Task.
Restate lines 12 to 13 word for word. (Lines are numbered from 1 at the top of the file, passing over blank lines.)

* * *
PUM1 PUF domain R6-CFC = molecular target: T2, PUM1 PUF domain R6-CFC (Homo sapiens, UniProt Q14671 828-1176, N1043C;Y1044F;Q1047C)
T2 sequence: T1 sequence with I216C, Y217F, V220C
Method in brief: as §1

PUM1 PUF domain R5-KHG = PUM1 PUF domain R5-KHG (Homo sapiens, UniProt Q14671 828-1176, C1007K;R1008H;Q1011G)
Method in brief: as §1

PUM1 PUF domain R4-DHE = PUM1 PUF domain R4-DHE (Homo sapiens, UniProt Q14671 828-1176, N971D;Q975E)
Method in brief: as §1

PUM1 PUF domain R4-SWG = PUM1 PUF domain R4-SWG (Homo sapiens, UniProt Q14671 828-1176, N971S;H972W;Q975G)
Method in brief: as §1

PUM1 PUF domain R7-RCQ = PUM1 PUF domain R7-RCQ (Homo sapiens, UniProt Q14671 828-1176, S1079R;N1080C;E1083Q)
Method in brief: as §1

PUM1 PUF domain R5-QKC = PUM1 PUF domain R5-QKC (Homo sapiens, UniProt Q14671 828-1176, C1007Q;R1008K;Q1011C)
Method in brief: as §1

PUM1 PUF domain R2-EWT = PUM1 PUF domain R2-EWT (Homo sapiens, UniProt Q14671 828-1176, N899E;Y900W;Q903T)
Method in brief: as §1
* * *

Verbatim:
PUM1 PUF domain R5-QKC = PUM1 PUF domain R5-QKC (Homo sapiens, UniProt Q14671 828-1176, C1007Q;R1008K;Q1011C)
Method in brief: as §1